Nelly Kaplan

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Nelly Kaplan (2009)

Nelly Kaplan (born 11 April 1936 in Buenos Aires)[1][2] is an Argentine-born French writer who focuses on the arts, film and filmmakers. She studied economics at the University of Buenos Aires.[1] Passionate about cinema, she abruptly put her studies on hold to go to Paris to represent the new Argentine film archive at an international convention and later became a correspondent for different Argentine newspapers. She met Abel Gance in 1954, who gave her the opportunity to work on the film La tour de Nesle.[1]

She became his assistant during the film and showed the program Magirama (triple screen) in Polyvision, then, still at Abel Gance's side, she collaborated with him on Austerlitz. He trusted her with the direction of all the second crew's action scenes during the filming of his movie Cyrano et d'Artagnan.

Meanwhile, she published her work about Magirama under the name Le Manifeste d'un art nouveau, with a preface by Philippe Soupault. In 1960, she published a film report entitled Le Sunlight of Austerlitz, through the Plon publishing house.

Starting in 1961, she directed an entire series of art shorts, which won numerous prizes in various international festivals. Among these shorts were "Gustave Moreau," a brilliant analysis of a genius painter at the origin of essentially all modern art; "Rudolphe Bresdin," the engraver; "Dessins et merveilles," on the sketchbooks of Victor Hugo, as well as "Les années 25 ", " La Nouvelle Orangerie " ; "Abel Gance hier et demain ", " A la source, la femme aimée ", titles based on the secret notebooks of the painter André Masson.

Biography[edit]

Nelly Kaplan[3] was born in Buenos Aires, Argentina to a Russian-Jewish family. A "neo-surrealist",[4] she is "the only female film maker linked with surrealism".[5] Kaplan left for France at the age of 17. She served as a professor and lecturer at Institut des Hautes Études en Arts Plastiques. While Kaplan's films have been marketed as soft-core pornography, her works are often female-centered and approach eroticism from a woman's point of view.[6]

Her films have been shown at numerous international festivals and distributed on every continent. As a member of the SACD[who?], she has taken part in the board of directors as a member of the Cinema Commission on several occasions. Kaplan collaborates regularly on the show "Des Papous dans la Tête," on France Culture. She has assured the chronicle on cinema for 25 years in the magazine Littéraire. Kaplan is Commander of the Arts and Letters, Officer in the National Merite Order, Cavalier of the Legion of Honor, and Academician of the Alphonse Allais Academy.

Timeline[edit]

  • In 1965, under the pen-name of Belen, she published a collection of short stories through the J.J. Pauvert Publishing House. "Le réservoir des sens," was a great critical and popular success.
  • In 1967, during the retrospective organized at the Grand Palais for Picasso's 85th birthday, she directed a mid-length feature in color, Le regard Picasso, which won a Golden Lion at the Venice Film Festival.[1][2]
  • In 1968, she collaborated with Claude Makovski on the script for the movie La Fiancée du Pirate, which she directed in 1969.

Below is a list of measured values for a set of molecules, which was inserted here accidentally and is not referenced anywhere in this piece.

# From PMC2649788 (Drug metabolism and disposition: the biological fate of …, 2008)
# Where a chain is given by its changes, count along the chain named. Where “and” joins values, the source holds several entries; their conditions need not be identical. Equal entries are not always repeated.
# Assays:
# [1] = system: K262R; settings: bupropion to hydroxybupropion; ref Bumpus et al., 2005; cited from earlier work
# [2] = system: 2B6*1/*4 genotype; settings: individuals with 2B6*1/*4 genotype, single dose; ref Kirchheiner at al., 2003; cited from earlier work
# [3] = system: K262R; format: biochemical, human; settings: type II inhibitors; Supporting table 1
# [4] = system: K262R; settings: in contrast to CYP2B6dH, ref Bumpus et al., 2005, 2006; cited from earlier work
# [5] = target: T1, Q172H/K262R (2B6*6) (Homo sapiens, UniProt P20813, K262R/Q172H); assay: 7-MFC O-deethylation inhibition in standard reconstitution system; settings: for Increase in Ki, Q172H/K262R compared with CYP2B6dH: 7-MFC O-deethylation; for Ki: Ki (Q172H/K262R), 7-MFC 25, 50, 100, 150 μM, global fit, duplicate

• In collaboration with Claude Makovski and René Guyonnet, she wrote the adaptation of "Papa, les Petits Bateaux...," which she filmed during the summer of 1971.
  • In 1972 she published "Le Collier de Ptyx", a ciné-roman; and in 1974 "Un Manteau de Fou-rire ou les Mémoire d'une Liseuse de Draps" (through the J.J. Pauvert Publishing House). The book presented problems with a prudish censure.
  • In 1974, Kaplan co-wrote the script of Claude Makovski's film "Il Faut Vivre Dangereusement," which she also produced.
  • In 1976, she wrote with Jean Chapot the script for "Néa," which she filmed in Switzerland and Paris in March of that year.
  • In 1979, she co-wrote "Charles et Lucie" with Jean Chapot and Claude Makovski, which she shot in spring of the same year.
  • In 1980-1982, she co-wrote scripts for several TV movies directed by Jean Chapot, including Un fait d'hiver, "Livingstone", and "Ce fut un bel été".
  • In 1983, she wrote and directed "Abel Gance et son Napoleon." This film was selected for the 1984 Cannes Film Festival, official selection "Un Certain Regard."
  • In 1984 she co-wrote the script for "Regard dans un Miroir," directed by Jean Chapot (Grand Prize of the Foundation of France).
  • In 1985 she directed "Pattes de Velours," which originated from an original script co-written with Jean Chapot. Pierre Arditi, Michel Bouquet, Bernadette Lafont, Caroline Silhol, and Roger Carrel were the performers.
  • In 1988, a new extended version of her collection "Le réservoir des sens" was published under the J.J. Pauvert Publishing House.
  • In 1990, she co-wrote the TV movie "Les Mouettes" with Jean Chapot, who also directed it. It had the highest audience in France for a TV movie.
  • In 1990-1991, she wrote and directed "Plaisir d'Amour" with Pierre Arditi, Franoise Fabian, Dominique Blance, Heinz Bennent, and Pierre Dux. This movie, whose script was written in collaboration with Jean Chapot, was produced by Claude Makovski through Cythère Films.
  • As a co-writer of the script for Jean Chapot's TV movie "Honorin et la Lorelei," they achieved a new record audience level in November 1992. The movie scored 4 nominations at the 7 d'or festival.
  • In 1992, she co-wrote the script for "Polly West est de retour" with Jean Chapot, who also directed it.
  • In 1993, she co-wrote the fourth installment of the "saga" of Saint Apollonia with Jean Chapot, "Honorin et l'Enfant prodigue," directed by Chapot.
  • In 1994, she wrote, at the request of the British Film Institute for their collection BFI Classics, an essay on the film Napoléon by Abel Gance.
  • In 1994 as well, the Museum of Fine Arts, Boston, the Art Institute of Chicago, and the National Gallery of Washington organized a retrospective of all Kaplan's films.
  • In April 1995, a new edition of "Réservoir des Sens," followed by "La Gardienne du Temps" were released through the Castor Astral publishing house.
  • In 1996 she won the Chevalier dans l'Ordre National de la Légion d'Honneur.[1]
  • 1997 saw the release of Georges Sebbag's book, "Le point sublime: Breton/Rimbaud/Kaplan" (Jean-Michel Place). In February of the same year, the Lumière Institute in Lyon dedicated a homage to her, with a projection of her films.
  • At the end of 1997 and beginning of 1998, Kaplan wrote for and with Jean Chapot the script for the TV movie "La Petite Fille en Costume Marin," broadcast by France 2.
  • March 1998 saw the release of her novel Aux Orchidées Sauvages, published by Différence. In November 1998, her novel Un Manteau de Fou Rire was released by Différence.